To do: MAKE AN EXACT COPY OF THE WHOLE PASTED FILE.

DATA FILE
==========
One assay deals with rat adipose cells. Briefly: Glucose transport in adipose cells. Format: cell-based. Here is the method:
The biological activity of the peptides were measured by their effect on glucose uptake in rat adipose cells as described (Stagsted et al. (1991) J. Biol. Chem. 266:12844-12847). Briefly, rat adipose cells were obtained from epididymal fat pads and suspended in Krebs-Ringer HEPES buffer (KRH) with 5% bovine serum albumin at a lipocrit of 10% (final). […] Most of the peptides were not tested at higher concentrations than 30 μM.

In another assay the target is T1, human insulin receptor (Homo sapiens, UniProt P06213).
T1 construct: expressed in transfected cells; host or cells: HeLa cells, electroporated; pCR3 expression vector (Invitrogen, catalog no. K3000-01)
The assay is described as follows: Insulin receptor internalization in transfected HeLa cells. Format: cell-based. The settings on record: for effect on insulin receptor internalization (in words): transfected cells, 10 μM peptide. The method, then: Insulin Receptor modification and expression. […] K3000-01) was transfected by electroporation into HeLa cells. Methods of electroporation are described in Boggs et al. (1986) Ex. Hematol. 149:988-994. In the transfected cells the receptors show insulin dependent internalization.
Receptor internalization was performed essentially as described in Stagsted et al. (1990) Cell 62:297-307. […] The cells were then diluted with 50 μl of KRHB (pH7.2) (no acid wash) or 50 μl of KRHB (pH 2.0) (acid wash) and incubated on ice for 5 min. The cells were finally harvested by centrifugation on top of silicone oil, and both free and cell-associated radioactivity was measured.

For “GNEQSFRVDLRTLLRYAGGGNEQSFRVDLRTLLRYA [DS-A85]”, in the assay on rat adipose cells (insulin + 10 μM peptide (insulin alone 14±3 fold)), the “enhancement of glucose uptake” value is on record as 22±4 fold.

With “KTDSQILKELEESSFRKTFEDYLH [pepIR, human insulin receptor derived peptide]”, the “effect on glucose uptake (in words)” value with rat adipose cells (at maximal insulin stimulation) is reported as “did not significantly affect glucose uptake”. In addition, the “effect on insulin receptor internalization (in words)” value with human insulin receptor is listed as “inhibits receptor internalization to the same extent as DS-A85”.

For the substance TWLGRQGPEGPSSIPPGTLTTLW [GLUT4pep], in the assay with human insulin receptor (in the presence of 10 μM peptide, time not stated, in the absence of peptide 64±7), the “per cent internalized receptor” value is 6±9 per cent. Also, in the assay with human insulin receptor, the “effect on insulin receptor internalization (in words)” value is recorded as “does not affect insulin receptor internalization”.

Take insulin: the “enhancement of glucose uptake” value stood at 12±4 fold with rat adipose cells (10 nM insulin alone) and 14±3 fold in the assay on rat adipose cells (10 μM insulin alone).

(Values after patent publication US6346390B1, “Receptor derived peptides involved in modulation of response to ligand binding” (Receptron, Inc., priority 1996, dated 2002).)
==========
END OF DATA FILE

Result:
One assay deals with rat adipose cells. Briefly: Glucose transport in adipose cells. Format: cell-based. Here is the method:
The biological activity of the peptides were measured by their effect on glucose uptake in rat adipose cells as described (Stagsted et al. (1991) J. Biol. Chem. 266:12844-12847). Briefly, rat adipose cells were obtained from epididymal fat pads and suspended in Krebs-Ringer HEPES buffer (KRH) with 5% bovine serum albumin at a lipocrit of 10% (final). […] Most of the peptides were not tested at higher concentrations than 30 μM.

In another assay the target is T1, human insulin receptor (Homo sapiens, UniProt P06213).
T1 construct: expressed in transfected cells; host or cells: HeLa cells, electroporated; pCR3 expression vector (Invitrogen, catalog no. K3000-01)
The assay is described as follows: Insulin receptor internalization in transfected HeLa cells. Format: cell-based. The settings on record: for effect on insulin receptor internalization (in words): transfected cells, 10 μM peptide. The method, then: Insulin Receptor modification and expression. […] K3000-01) was transfected by electroporation into HeLa cells. Methods of electroporation are described in Boggs et al. (1986) Ex. Hematol. 149:988-994. In the transfected cells the receptors show insulin dependent internalization.
Receptor internalization was performed essentially as described in Stagsted et al. (1990) Cell 62:297-307. […] The cells were then diluted with 50 μl of KRHB (pH7.2) (no acid wash) or 50 μl of KRHB (pH 2.0) (acid wash) and incubated on ice for 5 min. The cells were finally harvested by centrifugation on top of silicone oil, and both free and cell-associated radioactivity was measured.

For “GNEQSFRVDLRTLLRYAGGGNEQSFRVDLRTLLRYA [DS-A85]”, in the assay on rat adipose cells (insulin + 10 μM peptide (insulin alone 14±3 fold)), the “enhancement of glucose uptake” value is on record as 22±4 fold.

With “KTDSQILKELEESSFRKTFEDYLH [pepIR, human insulin receptor derived peptide]”, the “effect on glucose uptake (in words)” value with rat adipose cells (at maximal insulin stimulation) is reported as “did not significantly affect glucose uptake”. In addition, the “effect on insulin receptor internalization (in words)” value with human insulin receptor is listed as “inhibits receptor internalization to the same extent as DS-A85”.

For the substance TWLGRQGPEGPSSIPPGTLTTLW [GLUT4pep], in the assay with human insulin receptor (in the presence of 10 μM peptide, time not stated, in the absence of peptide 64±7), the “per cent internalized receptor” value is 6±9 per cent. Also, in the assay with human insulin receptor, the “effect on insulin receptor internalization (in words)” value is recorded as “does not affect insulin receptor internalization”.

Take insulin: the “enhancement of glucose uptake” value stood at 12±4 fold with rat adipose cells (10 nM insulin alone) and 14±3 fold in the assay on rat adipose cells (10 μM insulin alone).

(Values after patent publication US6346390B1, “Receptor derived peptides involved in modulation of response to ligand binding” (Receptron, Inc., priority 1996, dated 2002).)